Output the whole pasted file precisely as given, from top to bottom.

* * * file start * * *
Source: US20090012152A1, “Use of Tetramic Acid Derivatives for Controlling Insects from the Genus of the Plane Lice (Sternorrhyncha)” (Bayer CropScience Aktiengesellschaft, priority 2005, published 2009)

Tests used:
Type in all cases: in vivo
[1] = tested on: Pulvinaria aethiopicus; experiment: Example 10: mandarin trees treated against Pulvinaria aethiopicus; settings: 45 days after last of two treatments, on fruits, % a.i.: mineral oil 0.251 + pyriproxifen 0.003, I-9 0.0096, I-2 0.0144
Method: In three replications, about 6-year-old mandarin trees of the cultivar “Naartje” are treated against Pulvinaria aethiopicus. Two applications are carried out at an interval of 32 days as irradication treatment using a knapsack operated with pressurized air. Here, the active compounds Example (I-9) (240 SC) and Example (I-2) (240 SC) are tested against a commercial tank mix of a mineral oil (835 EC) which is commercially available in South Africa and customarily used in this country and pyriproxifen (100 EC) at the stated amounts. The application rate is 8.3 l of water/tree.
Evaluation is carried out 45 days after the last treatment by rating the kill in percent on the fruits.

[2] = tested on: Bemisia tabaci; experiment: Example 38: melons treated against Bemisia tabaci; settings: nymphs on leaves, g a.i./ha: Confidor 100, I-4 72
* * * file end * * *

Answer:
Source: US20090012152A1, “Use of Tetramic Acid Derivatives for Controlling Insects from the Genus of the Plane Lice (Sternorrhyncha)” (Bayer CropScience Aktiengesellschaft, priority 2005, published 2009)

Tests used:
Type in all cases: in vivo
[1] = tested on: Pulvinaria aethiopicus; experiment: Example 10: mandarin trees treated against Pulvinaria aethiopicus; settings: 45 days after last of two treatments, on fruits, % a.i.: mineral oil 0.251 + pyriproxifen 0.003, I-9 0.0096, I-2 0.0144
Method: In three replications, about 6-year-old mandarin trees of the cultivar “Naartje” are treated against Pulvinaria aethiopicus. Two applications are carried out at an interval of 32 days as irradication treatment using a knapsack operated with pressurized air. Here, the active compounds Example (I-9) (240 SC) and Example (I-2) (240 SC) are tested against a commercial tank mix of a mineral oil (835 EC) which is commercially available in South Africa and customarily used in this country and pyriproxifen (100 EC) at the stated amounts. The application rate is 8.3 l of water/tree.
Evaluation is carried out 45 days after the last treatment by rating the kill in percent on the fruits.

[2] = tested on: Bemisia tabaci; experiment: Example 38: melons treated against Bemisia tabaci; settings: nymphs on leaves, g a.i./ha: Confidor 100, I-4 72